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In a decision dated 17 July 1997 (DB 1997, 1851; with commentary by wfr.), the ECJ addresses an issue of its own jurisdiction and provides guidance as to the interpretation of the anti-abuse provisions of the 1990 Merger Directive. The case was referred to the ECJ by the Amsterdam Gerechtshof.
The court holds with respect to its jurisdiction that this extends to matters not mandatorily regulated by the law of the European Union when an EU member state voluntarily chooses to apply the provisions of an EU directive to domestic matters outside of the scope of the directive. A court of a member state may therefore request the ECJ to decide the meaning of a provision of EU law which the legislature of a member state has voluntarily chosen to apply to a matter not within the scope of the provision. However, the ECJ does not apparently regard the courts of member states as obligated to refer issues of this nature to it. Specifically at issue was the meaning of the term "exchange of shares" under Article 2 (d) of the Merger Directive.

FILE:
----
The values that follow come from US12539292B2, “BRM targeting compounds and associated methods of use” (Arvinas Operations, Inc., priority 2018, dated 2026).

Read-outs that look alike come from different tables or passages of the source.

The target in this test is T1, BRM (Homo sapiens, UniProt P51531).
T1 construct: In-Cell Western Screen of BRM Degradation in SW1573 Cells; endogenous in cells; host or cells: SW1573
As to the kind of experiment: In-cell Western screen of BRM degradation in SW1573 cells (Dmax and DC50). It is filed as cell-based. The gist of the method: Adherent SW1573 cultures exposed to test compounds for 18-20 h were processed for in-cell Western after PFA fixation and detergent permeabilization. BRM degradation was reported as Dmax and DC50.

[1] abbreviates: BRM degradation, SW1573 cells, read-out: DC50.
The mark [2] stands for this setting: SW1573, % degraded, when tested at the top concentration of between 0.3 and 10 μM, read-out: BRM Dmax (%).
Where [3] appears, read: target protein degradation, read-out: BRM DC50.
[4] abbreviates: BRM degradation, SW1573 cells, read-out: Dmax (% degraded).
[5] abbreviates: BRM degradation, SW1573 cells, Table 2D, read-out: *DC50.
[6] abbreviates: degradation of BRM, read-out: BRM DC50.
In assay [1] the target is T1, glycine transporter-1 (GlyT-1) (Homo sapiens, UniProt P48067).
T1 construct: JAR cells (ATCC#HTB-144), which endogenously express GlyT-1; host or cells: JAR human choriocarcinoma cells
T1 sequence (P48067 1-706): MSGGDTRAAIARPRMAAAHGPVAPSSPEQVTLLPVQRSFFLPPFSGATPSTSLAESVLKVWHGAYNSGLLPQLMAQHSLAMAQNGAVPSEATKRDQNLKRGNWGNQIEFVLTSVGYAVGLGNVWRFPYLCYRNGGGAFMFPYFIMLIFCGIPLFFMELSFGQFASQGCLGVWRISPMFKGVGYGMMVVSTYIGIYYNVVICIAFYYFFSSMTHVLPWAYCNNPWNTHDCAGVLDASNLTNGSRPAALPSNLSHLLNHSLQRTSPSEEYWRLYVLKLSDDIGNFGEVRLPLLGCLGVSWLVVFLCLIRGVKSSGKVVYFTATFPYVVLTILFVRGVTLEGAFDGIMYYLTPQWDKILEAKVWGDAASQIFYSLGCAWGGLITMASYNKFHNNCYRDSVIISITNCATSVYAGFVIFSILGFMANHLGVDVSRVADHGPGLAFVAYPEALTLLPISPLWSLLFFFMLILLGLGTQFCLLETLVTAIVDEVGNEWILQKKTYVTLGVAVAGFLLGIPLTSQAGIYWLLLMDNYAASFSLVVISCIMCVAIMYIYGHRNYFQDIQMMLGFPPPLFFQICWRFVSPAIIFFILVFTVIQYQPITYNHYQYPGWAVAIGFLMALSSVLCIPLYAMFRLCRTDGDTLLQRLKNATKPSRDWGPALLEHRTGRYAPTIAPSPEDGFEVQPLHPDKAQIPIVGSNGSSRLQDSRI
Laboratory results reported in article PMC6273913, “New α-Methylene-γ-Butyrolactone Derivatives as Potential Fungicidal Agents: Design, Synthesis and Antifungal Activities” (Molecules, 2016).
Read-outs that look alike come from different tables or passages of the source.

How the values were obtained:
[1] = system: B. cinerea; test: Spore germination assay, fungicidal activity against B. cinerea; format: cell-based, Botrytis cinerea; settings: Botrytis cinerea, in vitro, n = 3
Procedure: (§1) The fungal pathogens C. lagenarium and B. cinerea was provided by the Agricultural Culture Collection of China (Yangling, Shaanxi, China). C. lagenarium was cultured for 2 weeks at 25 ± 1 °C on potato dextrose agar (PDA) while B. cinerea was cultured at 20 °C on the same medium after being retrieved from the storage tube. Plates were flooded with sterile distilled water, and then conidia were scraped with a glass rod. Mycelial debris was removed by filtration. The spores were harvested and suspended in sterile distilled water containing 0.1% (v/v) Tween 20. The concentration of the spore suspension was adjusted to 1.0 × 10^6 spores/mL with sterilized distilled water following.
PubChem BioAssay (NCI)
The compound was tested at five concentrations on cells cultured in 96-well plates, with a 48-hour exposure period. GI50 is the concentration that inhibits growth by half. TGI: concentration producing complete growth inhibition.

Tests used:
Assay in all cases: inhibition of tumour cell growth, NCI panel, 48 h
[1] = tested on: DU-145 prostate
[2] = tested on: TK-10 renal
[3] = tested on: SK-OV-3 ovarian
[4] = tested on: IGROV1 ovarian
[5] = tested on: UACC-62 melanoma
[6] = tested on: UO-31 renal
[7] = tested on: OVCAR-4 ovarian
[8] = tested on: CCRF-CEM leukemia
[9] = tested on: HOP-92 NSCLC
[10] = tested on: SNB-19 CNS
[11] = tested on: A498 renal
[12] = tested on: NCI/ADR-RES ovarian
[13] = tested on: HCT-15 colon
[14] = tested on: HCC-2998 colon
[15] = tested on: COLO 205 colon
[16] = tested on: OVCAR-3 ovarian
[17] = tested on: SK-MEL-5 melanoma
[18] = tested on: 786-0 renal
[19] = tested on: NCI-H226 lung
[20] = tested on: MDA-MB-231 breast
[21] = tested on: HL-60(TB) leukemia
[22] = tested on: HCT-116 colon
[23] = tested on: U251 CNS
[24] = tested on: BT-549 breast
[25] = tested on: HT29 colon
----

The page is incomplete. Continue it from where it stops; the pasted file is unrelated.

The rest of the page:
In the substantive part of its decision, the ECJ construed the authority granted to member states under Article 11 (1) (a) of the Merger Directive to deny the protection of the Merger Directive to transactions having tax evasion or avoidance as their principal motive or one of their principal motives. It interpreted this to mean that the member states are free to deny recognition to transactions having no "reasonable economic purpose" (vernuenftige wirtschaftliche Gruende). The court stated that a mere desire to achieve tax advantages was not sufficient to constitute a "reasonable economic purpose". A reorganisation which is exclusively tax driven need not be recognised by the member states. On the other hand, the court likewise seemed to hold that the member states were not permitted to establish irrebutable presumptions of abusive intent, but must rather use justiciable criteria permitting review by the courts in each specific case. While the court gives examples of provisions which it considers unacceptable in this respect, it does not clearly articulate its reasoning.
In the commentary which follows the lengthy and complicated decision, wfr. suggests that the validity of sec. 26 (2) UmwG (German tax reorganisation act) is questionable in light of the ECJ decision because it provides e.g. that the protection of the Merger Directive can be lost on contributions of shares in an EU company to another EU company if the receiving company sells the shares received within seven years. Arguably, the ECJ decision requires an examination of the reasons for the sale of the contributed shares within the seven year period and would permit the taxpayer to show that sound economic reasons existed for the sale.
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